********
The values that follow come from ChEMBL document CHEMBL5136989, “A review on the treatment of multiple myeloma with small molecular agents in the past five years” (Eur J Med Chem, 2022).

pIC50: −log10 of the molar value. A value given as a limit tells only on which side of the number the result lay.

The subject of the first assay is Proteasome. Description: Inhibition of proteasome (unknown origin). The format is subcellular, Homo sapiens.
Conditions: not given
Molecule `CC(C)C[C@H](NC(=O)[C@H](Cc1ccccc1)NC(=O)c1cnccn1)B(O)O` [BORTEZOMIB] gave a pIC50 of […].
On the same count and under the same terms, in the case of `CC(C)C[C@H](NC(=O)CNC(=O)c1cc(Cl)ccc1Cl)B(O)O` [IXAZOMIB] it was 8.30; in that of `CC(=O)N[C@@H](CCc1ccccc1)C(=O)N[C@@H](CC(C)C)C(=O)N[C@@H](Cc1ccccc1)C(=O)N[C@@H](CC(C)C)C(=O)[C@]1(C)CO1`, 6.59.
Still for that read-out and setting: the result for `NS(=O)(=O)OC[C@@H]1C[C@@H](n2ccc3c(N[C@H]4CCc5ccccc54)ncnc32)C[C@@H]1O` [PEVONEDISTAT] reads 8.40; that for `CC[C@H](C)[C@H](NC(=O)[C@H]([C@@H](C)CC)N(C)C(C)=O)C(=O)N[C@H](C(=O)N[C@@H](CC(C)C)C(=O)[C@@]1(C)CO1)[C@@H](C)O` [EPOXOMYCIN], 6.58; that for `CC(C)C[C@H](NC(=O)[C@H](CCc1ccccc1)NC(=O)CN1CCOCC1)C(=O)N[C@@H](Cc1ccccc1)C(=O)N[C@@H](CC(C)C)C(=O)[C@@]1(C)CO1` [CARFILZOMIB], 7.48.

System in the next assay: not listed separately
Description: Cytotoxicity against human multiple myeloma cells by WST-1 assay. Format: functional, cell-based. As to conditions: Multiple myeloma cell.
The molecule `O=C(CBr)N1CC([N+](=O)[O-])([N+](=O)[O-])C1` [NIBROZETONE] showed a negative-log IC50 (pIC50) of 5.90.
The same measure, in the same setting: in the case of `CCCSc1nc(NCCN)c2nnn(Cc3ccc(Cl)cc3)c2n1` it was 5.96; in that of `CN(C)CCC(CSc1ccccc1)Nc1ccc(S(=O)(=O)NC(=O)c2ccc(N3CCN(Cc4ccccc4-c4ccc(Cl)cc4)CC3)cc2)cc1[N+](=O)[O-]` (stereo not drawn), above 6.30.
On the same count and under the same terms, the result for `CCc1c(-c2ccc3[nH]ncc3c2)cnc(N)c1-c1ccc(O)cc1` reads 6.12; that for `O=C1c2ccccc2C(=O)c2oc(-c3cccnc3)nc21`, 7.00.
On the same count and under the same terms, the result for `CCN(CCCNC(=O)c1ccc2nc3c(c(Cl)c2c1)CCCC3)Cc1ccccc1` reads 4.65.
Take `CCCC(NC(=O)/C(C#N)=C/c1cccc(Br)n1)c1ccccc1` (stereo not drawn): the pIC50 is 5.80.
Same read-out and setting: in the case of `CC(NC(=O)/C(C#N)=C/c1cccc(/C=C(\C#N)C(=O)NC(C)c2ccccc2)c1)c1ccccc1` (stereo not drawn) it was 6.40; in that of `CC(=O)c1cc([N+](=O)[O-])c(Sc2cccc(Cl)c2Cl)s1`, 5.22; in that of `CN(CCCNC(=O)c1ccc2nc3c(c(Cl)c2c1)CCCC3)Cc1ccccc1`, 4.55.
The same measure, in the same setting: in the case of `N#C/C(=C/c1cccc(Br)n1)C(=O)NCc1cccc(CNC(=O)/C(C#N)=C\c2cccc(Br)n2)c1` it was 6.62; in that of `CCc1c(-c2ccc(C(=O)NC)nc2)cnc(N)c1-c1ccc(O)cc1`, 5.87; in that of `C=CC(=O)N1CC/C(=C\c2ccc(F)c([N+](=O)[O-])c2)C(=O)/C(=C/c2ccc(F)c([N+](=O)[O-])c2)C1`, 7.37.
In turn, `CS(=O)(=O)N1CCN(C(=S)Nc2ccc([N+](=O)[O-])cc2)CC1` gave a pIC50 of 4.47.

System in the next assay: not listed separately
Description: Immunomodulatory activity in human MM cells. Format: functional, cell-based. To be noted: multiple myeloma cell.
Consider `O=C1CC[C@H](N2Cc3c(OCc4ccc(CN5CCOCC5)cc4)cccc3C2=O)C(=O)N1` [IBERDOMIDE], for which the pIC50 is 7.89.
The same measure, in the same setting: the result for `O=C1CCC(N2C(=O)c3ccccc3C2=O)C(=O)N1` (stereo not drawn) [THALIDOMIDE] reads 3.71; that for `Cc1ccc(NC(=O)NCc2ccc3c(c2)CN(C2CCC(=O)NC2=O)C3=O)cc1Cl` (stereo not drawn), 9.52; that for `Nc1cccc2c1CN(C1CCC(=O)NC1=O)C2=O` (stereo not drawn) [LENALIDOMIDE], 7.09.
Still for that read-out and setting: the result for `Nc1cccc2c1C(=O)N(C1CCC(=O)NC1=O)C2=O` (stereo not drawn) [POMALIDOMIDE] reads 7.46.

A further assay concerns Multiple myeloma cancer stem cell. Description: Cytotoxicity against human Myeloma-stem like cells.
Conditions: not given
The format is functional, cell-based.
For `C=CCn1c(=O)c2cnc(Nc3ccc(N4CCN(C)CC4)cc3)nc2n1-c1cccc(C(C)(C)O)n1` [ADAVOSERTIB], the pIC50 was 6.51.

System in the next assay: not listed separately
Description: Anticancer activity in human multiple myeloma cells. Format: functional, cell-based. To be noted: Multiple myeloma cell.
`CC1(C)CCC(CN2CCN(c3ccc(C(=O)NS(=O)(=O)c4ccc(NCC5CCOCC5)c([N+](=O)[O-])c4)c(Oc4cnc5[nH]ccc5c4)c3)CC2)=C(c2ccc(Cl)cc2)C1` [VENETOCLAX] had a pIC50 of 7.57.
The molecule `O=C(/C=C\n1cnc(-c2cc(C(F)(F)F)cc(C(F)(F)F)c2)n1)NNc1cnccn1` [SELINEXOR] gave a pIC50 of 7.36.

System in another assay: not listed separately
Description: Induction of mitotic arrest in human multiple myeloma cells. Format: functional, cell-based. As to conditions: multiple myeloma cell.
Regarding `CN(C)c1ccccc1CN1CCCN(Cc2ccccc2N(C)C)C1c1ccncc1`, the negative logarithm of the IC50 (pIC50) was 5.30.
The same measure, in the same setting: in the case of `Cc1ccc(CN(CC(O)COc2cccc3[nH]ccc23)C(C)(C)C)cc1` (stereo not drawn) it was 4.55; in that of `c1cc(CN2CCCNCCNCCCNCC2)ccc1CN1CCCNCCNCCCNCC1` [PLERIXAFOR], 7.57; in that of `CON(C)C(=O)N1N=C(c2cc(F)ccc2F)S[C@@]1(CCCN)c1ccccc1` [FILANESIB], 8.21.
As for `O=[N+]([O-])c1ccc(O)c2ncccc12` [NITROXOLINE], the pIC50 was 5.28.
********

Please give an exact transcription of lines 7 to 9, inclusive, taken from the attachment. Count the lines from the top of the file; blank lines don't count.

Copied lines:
Still for that read-out and setting: the result for `NS(=O)(=O)OC[C@@H]1C[C@@H](n2ccc3c(N[C@H]4CCc5ccccc54)ncnc32)C[C@@H]1O` [PEVONEDISTAT] reads 8.40; that for `CC[C@H](C)[C@H](NC(=O)[C@H]([C@@H](C)CC)N(C)C(C)=O)C(=O)N[C@H](C(=O)N[C@@H](CC(C)C)C(=O)[C@@]1(C)CO1)[C@@H](C)O` [EPOXOMYCIN], 6.58; that for `CC(C)C[C@H](NC(=O)[C@H](CCc1ccccc1)NC(=O)CN1CCOCC1)C(=O)N[C@@H](Cc1ccccc1)C(=O)N[C@@H](CC(C)C)C(=O)[C@@]1(C)CO1` [CARFILZOMIB], 7.48.

System in the next assay: not listed separately
Description: Cytotoxicity against human multiple myeloma cells by WST-1 assay. Format: functional, cell-based. As to conditions: Multiple myeloma cell.